Because of apathy, we see a current instantiation of the tragedy of the commons with fake news and pseudoscience gaining ever greater prominence. We need critical thinkers like you to help create a more just society by dispelling the lies from the many purveyors of fake news and rebutting deceitful, self-interested propaganda from anti-scientific purveyors of climate denial, for example. Whether you represent an organization, an informal group of like-minded people, or simply yourself — we need you to get involved.
Organizations and informal groups are invited to reach out to us at
to explore how we can collaborate to find better ways to promote critical thinking and defeat pseudoscience and fake news.
If you are not already supporting CFIC, now is the time to do so. Without you, we cannot continue to fight for this important cause.
Please don’t let CFIC wither due to the tragedy of the commons
. We need you.
Y2K: 20/20 Hindsight 20 Years Later
Twenty years ago, we were on the cusp of a new millennium. (Yes, I know that there are pedants who assert that the actual start of this millennium was January 1st, 2001, since there was no year “zero.” But I think most people were on the side of the “odometerists.” What they really cared about was watching all those number 9s roll over to 0s.)
In any case, January 1, 2000, came — the calendar turned, and not much happened. Power stations did not suddenly spin up or spin down their turbines, sewers did not back up, planes did not fall out of the sky, billionaires’ bank balances did not suddenly appear in the accounts of the 1 percent. In other words, the world continued pretty much as usual.
There are two possible explanations for this. Some have said that all the concern about Y2K was a trumped-up hoax — perhaps a money-making scheme for out-of-work Cobol programmers (or for people who want to make a quick buck selling silly plush toys like that fuzzy Y2K bug). But others would argue that the reason nothing much happened was because of all the work that was done — we really did avert potential disaster.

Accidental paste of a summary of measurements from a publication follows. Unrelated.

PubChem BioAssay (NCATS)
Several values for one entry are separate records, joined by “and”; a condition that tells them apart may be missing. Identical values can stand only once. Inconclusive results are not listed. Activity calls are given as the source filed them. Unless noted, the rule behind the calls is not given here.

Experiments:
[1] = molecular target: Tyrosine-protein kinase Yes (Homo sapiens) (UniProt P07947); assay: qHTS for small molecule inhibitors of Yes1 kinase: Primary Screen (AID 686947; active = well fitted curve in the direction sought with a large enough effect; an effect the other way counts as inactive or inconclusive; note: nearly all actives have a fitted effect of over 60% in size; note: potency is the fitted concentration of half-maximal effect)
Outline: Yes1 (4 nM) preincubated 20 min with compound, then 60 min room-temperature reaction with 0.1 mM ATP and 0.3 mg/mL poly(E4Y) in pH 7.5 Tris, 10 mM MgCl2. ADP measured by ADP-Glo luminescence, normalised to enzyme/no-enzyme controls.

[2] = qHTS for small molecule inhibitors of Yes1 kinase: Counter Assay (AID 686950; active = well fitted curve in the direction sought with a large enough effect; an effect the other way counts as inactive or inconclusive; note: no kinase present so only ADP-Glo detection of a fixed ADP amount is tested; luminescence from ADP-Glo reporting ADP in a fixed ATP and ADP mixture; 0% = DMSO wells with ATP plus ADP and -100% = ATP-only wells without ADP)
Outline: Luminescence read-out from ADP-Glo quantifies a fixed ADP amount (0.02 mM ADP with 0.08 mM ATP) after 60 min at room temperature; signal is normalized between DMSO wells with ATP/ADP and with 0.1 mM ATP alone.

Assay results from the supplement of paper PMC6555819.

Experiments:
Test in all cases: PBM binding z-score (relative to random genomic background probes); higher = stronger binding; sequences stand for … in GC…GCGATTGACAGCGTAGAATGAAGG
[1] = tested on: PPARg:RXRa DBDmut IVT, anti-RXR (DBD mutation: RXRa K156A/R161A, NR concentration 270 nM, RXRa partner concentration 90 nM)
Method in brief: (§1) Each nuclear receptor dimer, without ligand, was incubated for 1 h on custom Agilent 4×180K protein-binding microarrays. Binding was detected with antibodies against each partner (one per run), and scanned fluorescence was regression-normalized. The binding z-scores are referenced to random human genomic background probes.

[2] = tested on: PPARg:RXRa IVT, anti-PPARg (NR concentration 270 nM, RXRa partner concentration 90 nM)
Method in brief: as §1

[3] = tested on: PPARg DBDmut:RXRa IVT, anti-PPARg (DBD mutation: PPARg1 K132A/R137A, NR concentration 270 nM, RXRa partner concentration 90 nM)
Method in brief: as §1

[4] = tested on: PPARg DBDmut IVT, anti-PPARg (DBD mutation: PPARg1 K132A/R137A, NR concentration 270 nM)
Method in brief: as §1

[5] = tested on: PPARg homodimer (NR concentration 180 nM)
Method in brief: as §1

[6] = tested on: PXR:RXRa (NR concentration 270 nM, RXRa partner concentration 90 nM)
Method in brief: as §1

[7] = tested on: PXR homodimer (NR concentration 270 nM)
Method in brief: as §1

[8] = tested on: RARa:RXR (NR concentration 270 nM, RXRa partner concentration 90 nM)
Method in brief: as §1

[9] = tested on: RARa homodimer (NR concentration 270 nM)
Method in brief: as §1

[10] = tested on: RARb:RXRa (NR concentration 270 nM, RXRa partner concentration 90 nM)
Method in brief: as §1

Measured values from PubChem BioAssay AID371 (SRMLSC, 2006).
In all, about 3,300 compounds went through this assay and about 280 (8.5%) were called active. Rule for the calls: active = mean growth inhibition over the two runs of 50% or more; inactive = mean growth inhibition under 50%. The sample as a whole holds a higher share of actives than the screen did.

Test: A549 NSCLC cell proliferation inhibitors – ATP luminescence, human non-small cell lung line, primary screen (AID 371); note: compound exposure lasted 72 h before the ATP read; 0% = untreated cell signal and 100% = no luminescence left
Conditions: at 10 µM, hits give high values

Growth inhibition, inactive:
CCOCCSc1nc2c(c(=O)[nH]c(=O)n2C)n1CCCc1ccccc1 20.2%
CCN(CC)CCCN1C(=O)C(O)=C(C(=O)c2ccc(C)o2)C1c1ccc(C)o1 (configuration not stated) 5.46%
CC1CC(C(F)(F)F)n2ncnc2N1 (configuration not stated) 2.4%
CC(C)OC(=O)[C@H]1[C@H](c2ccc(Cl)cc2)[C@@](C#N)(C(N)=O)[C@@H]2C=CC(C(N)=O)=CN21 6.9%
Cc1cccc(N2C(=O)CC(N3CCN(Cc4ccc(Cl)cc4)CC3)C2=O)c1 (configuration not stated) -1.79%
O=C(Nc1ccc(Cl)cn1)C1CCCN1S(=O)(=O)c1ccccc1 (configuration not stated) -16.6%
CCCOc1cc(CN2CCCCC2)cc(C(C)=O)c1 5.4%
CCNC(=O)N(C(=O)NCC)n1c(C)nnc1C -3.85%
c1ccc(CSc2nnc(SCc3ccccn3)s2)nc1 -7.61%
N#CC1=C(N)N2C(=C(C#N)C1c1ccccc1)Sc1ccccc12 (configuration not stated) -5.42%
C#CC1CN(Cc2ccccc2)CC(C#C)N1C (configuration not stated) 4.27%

What was the Y2K problem, anyway? Well, memory for early computers was very expensive. Rather than use four digits to denote a year, programmers usually just used the last two digits. Which is fine until you cross a century boundary — at which point the person born in 1975 turns -75 on their 25
birthday. (It gets even more complicated when considering the fact that because of the way computers represent negative numbers, a result that is not expected to be negative is likely to appear as a
positive number instead.)
Of course, programmers were well aware of this. But the end of the century seemed so far away that no one thought critically about it. They thought that their code would likely be replaced long before it would cause trouble. But as it turned out, a lot of code lasted far longer than anyone expected. “If it ain’t broke, don’t fix it” is generally considered good practice in software design, since even minor changes have the risk of introducing unexpected consequences.
So, let’s take a trip back two decades, to 1999. At the time, I was leading a team of people responsible for IT and security for the computers and networks used by Nortel’s hardware and software designers. The computers we used were running various flavours of Unix (an operating system which very few non-techies had even heard of at the time, but which, these days, most of us are carrying around in our pockets).
As with pretty much all of the rest of the industry, Nortel’s phone system software, written in the 1970s, ‘80s, and ‘90s had two-digit dates, and we had teams of people working on making products Y2K compliant.
By the end of 1999, the work was considered pretty much complete, but of course it would be arrogant to discount Murphy’s Law, ever the bane of engineers. So on December 31 of that year, teams of Nortel software designers stood ready to jump in and make last-minute fixes (since everyone needs to be able to call up their grandma to wish her happy New Year). And so my internal tech-support team needed to be available in case the designers’ workstations had Y2K problems of their own. So I was not drinking champagne on the cusp of the millennium, just in case I had to drive to work and fix some servers.
(As it turns out, we did have a server failure related to Y2K. We had decided to reboot all our servers on January 1, 2000, to give us a chance to fix any issues that might come up before work resumed after the Xmas break. And, in fact, one of our servers failed to come up after reboot. It was getting on in years, and one of its disks did not survive the ordeal of powering down and back up again.)
It has been estimated that the government and private expenditure to fix the Y2K bug was about $100 billion. When the year 2000 rolled around, nothing much happened. Which has resulted in a lot of cynicism about whether it was
a hoax after all. But as skeptics, we can look at the evidence. Though companies were reluctant to provide specifics, it was pretty clear that there was a significant number of potential issues found and fixed. Y2K hype might have fed into the hysteria of “preppers,” but perhaps having a bit of that trickle down to the general public is a good thing.